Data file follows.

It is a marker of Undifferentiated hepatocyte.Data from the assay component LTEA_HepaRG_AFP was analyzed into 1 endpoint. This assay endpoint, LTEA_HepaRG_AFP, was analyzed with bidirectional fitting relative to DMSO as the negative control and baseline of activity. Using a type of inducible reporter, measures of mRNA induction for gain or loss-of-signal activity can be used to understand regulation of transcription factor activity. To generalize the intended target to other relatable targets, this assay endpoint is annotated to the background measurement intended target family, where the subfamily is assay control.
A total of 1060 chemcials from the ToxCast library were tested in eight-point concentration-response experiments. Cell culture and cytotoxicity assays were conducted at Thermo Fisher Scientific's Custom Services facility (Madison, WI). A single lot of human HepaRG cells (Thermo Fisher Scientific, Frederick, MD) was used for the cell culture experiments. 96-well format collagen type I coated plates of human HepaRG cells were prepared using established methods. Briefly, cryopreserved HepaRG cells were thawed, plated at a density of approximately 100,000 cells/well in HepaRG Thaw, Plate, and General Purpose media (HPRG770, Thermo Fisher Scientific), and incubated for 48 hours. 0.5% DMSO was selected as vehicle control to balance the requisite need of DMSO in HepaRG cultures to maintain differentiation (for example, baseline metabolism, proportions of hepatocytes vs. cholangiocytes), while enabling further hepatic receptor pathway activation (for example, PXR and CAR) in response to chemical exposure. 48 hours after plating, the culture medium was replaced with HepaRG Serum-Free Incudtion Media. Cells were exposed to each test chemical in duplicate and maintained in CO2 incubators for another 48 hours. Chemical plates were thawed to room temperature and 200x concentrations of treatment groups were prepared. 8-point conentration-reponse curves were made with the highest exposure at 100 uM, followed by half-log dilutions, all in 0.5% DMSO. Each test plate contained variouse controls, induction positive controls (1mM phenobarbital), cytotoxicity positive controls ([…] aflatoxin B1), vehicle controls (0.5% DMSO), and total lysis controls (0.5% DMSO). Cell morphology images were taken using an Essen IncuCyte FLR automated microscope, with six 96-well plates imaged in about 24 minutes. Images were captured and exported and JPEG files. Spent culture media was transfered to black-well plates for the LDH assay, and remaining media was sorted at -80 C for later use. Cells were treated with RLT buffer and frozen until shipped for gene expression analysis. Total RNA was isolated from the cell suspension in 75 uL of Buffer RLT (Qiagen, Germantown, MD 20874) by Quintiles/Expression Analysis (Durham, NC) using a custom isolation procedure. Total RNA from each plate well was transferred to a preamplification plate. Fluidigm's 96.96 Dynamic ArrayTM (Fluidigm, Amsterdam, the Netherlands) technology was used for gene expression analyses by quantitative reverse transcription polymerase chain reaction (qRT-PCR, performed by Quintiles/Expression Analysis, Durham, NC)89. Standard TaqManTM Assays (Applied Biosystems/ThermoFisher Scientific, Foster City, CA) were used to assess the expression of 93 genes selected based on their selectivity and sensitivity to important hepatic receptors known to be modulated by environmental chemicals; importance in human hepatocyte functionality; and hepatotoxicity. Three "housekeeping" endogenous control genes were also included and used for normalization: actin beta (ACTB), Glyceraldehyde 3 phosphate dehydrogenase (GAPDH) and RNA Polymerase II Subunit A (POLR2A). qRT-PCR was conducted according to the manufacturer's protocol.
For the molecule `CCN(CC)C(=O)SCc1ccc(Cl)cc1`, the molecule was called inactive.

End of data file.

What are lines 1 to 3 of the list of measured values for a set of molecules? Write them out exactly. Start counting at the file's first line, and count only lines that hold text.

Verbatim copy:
It is a marker of Undifferentiated hepatocyte.Data from the assay component LTEA_HepaRG_AFP was analyzed into 1 endpoint. This assay endpoint, LTEA_HepaRG_AFP, was analyzed with bidirectional fitting relative to DMSO as the negative control and baseline of activity. Using a type of inducible reporter, measures of mRNA induction for gain or loss-of-signal activity can be used to understand regulation of transcription factor activity. To generalize the intended target to other relatable targets, this assay endpoint is annotated to the background measurement intended target family, where the subfamily is assay control.
A total of 1060 chemcials from the ToxCast library were tested in eight-point concentration-response experiments. Cell culture and cytotoxicity assays were conducted at Thermo Fisher Scientific's Custom Services facility (Madison, WI). A single lot of human HepaRG cells (Thermo Fisher Scientific, Frederick, MD) was used for the cell culture experiments. 96-well format collagen type I coated plates of human HepaRG cells were prepared using established methods. Briefly, cryopreserved HepaRG cells were thawed, plated at a density of approximately 100,000 cells/well in HepaRG Thaw, Plate, and General Purpose media (HPRG770, Thermo Fisher Scientific), and incubated for 48 hours. 0.5% DMSO was selected as vehicle control to balance the requisite need of DMSO in HepaRG cultures to maintain differentiation (for example, baseline metabolism, proportions of hepatocytes vs. cholangiocytes), while enabling further hepatic receptor pathway activation (for example, PXR and CAR) in response to chemical exposure. 48 hours after plating, the culture medium was replaced with HepaRG Serum-Free Incudtion Media. Cells were exposed to each test chemical in duplicate and maintained in CO2 incubators for another 48 hours. Chemical plates were thawed to room temperature and 200x concentrations of treatment groups were prepared. 8-point conentration-reponse curves were made with the highest exposure at 100 uM, followed by half-log dilutions, all in 0.5% DMSO. Each test plate contained variouse controls, induction positive controls (1mM phenobarbital), cytotoxicity positive controls ([…] aflatoxin B1), vehicle controls (0.5% DMSO), and total lysis controls (0.5% DMSO). Cell morphology images were taken using an Essen IncuCyte FLR automated microscope, with six 96-well plates imaged in about 24 minutes. Images were captured and exported and JPEG files. Spent culture media was transfered to black-well plates for the LDH assay, and remaining media was sorted at -80 C for later use. Cells were treated with RLT buffer and frozen until shipped for gene expression analysis. Total RNA was isolated from the cell suspension in 75 uL of Buffer RLT (Qiagen, Germantown, MD 20874) by Quintiles/Expression Analysis (Durham, NC) using a custom isolation procedure. Total RNA from each plate well was transferred to a preamplification plate. Fluidigm's 96.96 Dynamic ArrayTM (Fluidigm, Amsterdam, the Netherlands) technology was used for gene expression analyses by quantitative reverse transcription polymerase chain reaction (qRT-PCR, performed by Quintiles/Expression Analysis, Durham, NC)89. Standard TaqManTM Assays (Applied Biosystems/ThermoFisher Scientific, Foster City, CA) were used to assess the expression of 93 genes selected based on their selectivity and sensitivity to important hepatic receptors known to be modulated by environmental chemicals; importance in human hepatocyte functionality; and hepatotoxicity. Three "housekeeping" endogenous control genes were also included and used for normalization: actin beta (ACTB), Glyceraldehyde 3 phosphate dehydrogenase (GAPDH) and RNA Polymerase II Subunit A (POLR2A). qRT-PCR was conducted according to the manufacturer's protocol.
For the molecule `CCN(CC)C(=O)SCc1ccc(Cl)cc1`, the molecule was called inactive.